The program In The Age of Post-Drought is dedicated to the global water-related challenges. Due to climate change and the rapid world population growth, water scarcity is grown to be one of the biggest threats facing life on earth in the 21stcentury. Transnatural organises a series of exhibitions that aim to address these pressing issues in Amsterdam, at the Dutch Design Week and Grand Hornu (CID) in Belgium.
A unique side-program will take place on Oerol, Into the Great Wide Open and in Amsterdam. On March 1 we will kick-start the program with its first exhibition at Transnatural in Amsterdam. In the Age of Post-Drought is an exploration into the various small and large-scale designs, (bio)technological inventions and artistic interventions that can contribute to a more ecologically friendly future in which water-related issues will be a problem of the past.
These problems are looked at from four different angles: water scarcity, water pollution, water nuisance and desertification. The exhibition in Amsterdam will be the start of a variety of projects that will develop in the course of the 9 months program. The projects are part of the Transnatural residency of which the final results will be displayed during the festivals on the Wadden Islands and at the Dutch Design Week.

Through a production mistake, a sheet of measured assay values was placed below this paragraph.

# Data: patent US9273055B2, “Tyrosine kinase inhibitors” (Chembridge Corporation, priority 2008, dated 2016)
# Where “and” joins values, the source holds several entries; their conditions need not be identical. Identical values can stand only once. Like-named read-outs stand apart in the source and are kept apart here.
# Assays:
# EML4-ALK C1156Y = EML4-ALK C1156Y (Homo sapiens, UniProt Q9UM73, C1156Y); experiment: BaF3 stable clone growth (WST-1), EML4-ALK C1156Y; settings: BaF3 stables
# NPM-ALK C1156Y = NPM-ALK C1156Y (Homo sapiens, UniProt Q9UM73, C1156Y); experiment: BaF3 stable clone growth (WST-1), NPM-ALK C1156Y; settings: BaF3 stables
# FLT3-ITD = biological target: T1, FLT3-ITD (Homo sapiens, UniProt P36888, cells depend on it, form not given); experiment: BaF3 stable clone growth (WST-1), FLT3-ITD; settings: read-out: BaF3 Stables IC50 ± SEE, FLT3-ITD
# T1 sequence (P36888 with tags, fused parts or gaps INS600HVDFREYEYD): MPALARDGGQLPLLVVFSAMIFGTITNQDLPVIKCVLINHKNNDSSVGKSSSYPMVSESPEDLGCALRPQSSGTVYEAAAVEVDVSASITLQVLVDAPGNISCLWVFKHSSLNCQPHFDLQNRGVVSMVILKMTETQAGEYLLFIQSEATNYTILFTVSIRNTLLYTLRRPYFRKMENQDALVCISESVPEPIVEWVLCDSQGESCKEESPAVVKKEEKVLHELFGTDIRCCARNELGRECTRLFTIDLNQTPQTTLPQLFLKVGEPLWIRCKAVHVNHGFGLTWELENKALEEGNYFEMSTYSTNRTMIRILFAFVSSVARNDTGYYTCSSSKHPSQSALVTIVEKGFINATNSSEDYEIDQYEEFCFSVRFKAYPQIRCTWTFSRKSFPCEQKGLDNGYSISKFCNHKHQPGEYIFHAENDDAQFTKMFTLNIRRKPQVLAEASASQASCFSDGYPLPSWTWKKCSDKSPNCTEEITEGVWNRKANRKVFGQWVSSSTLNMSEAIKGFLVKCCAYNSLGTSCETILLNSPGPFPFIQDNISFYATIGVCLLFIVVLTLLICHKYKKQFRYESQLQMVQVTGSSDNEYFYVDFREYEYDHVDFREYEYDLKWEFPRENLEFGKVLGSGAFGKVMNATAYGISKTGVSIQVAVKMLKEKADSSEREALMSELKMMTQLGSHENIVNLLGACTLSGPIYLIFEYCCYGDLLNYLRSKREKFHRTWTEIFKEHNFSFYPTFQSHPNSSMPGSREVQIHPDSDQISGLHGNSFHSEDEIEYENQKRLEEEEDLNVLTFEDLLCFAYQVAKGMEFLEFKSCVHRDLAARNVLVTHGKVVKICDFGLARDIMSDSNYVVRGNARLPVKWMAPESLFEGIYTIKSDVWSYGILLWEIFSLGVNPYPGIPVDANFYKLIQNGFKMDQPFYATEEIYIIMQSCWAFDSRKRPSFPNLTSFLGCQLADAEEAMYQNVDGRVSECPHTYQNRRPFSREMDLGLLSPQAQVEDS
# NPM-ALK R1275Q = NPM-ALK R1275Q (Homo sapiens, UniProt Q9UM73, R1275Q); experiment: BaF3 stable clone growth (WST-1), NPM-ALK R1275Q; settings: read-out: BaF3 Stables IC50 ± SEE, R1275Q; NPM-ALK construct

During the program, designer Jólan van der Wiel will develop and exhibit new design methods as part of his project Tropic City. In his project, Van der Wiel embraces the possibilities of a tropical future in northern countries. The work Clams, from visual artist Marco Barotti, is also included in the residency.
His artistic soundscape is an ongoing project and will eventually consist of 50 up to 60 artifical oysters measuring the water quality of their surroundings, while translating this data into orchestral sounds. The final installation will be displayed in June at Oerol festival on Terschelling.
In the art project Aquatocene, from visual artist Robertina Šebjanič, we will explore the phenomenon of noise pollution and its impact on the aquatic ecosystem. She will give a workshop in which participants will make their own audio-recordings of the aquatic noise pollution. She will incorporate the results from this workshop in an installation and different performances.
The social design project of Warka Water will harvest freshwater from the air on Vlieland with their Warka Tower. This large bamboo tower is covered in special wire gauze that collects and stores freshwater, developed for the thirdworld countries that have to deal with drought and water shortages.